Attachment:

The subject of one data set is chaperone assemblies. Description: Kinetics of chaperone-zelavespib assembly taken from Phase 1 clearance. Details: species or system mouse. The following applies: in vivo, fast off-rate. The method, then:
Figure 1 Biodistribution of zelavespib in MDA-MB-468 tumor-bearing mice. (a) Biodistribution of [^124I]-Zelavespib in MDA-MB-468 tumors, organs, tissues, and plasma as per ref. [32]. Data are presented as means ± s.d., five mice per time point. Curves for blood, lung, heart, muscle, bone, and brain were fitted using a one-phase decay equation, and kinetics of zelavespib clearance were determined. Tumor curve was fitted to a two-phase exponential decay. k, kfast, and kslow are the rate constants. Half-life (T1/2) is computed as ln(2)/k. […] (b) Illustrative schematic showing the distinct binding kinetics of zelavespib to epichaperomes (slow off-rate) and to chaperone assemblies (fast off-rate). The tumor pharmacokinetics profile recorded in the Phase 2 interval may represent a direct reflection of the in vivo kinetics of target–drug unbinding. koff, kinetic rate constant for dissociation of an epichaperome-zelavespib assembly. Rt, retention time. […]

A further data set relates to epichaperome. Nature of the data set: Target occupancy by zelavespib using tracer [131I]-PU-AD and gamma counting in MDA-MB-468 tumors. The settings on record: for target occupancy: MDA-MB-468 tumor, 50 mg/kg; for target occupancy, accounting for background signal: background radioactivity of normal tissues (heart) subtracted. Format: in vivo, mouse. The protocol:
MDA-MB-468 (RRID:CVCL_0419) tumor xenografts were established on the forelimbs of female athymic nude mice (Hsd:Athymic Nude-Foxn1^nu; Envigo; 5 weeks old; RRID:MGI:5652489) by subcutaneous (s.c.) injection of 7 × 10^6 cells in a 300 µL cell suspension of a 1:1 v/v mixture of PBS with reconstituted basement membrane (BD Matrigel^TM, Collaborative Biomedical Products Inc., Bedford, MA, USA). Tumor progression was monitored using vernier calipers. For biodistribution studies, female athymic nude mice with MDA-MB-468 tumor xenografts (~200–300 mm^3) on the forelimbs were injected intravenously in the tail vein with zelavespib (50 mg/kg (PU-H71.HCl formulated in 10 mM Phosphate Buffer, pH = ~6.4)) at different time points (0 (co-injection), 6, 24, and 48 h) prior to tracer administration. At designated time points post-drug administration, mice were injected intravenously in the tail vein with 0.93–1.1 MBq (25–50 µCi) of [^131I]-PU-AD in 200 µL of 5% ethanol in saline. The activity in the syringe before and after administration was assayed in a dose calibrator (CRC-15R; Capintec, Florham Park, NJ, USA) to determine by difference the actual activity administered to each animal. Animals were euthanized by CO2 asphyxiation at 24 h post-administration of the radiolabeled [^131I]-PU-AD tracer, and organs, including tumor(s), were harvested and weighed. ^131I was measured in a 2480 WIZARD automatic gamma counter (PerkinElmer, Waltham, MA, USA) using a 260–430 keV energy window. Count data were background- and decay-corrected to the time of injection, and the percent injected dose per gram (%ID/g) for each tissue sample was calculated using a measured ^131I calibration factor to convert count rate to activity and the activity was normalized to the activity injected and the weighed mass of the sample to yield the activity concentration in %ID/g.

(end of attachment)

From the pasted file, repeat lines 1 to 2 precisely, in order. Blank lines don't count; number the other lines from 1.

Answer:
The subject of one data set is chaperone assemblies. Description: Kinetics of chaperone-zelavespib assembly taken from Phase 1 clearance. Details: species or system mouse. The following applies: in vivo, fast off-rate. The method, then:
Figure 1 Biodistribution of zelavespib in MDA-MB-468 tumor-bearing mice. (a) Biodistribution of [^124I]-Zelavespib in MDA-MB-468 tumors, organs, tissues, and plasma as per ref. [32]. Data are presented as means ± s.d., five mice per time point. Curves for blood, lung, heart, muscle, bone, and brain were fitted using a one-phase decay equation, and kinetics of zelavespib clearance were determined. Tumor curve was fitted to a two-phase exponential decay. k, kfast, and kslow are the rate constants. Half-life (T1/2) is computed as ln(2)/k. […] (b) Illustrative schematic showing the distinct binding kinetics of zelavespib to epichaperomes (slow off-rate) and to chaperone assemblies (fast off-rate). The tumor pharmacokinetics profile recorded in the Phase 2 interval may represent a direct reflection of the in vivo kinetics of target–drug unbinding. koff, kinetic rate constant for dissociation of an epichaperome-zelavespib assembly. Rt, retention time. […]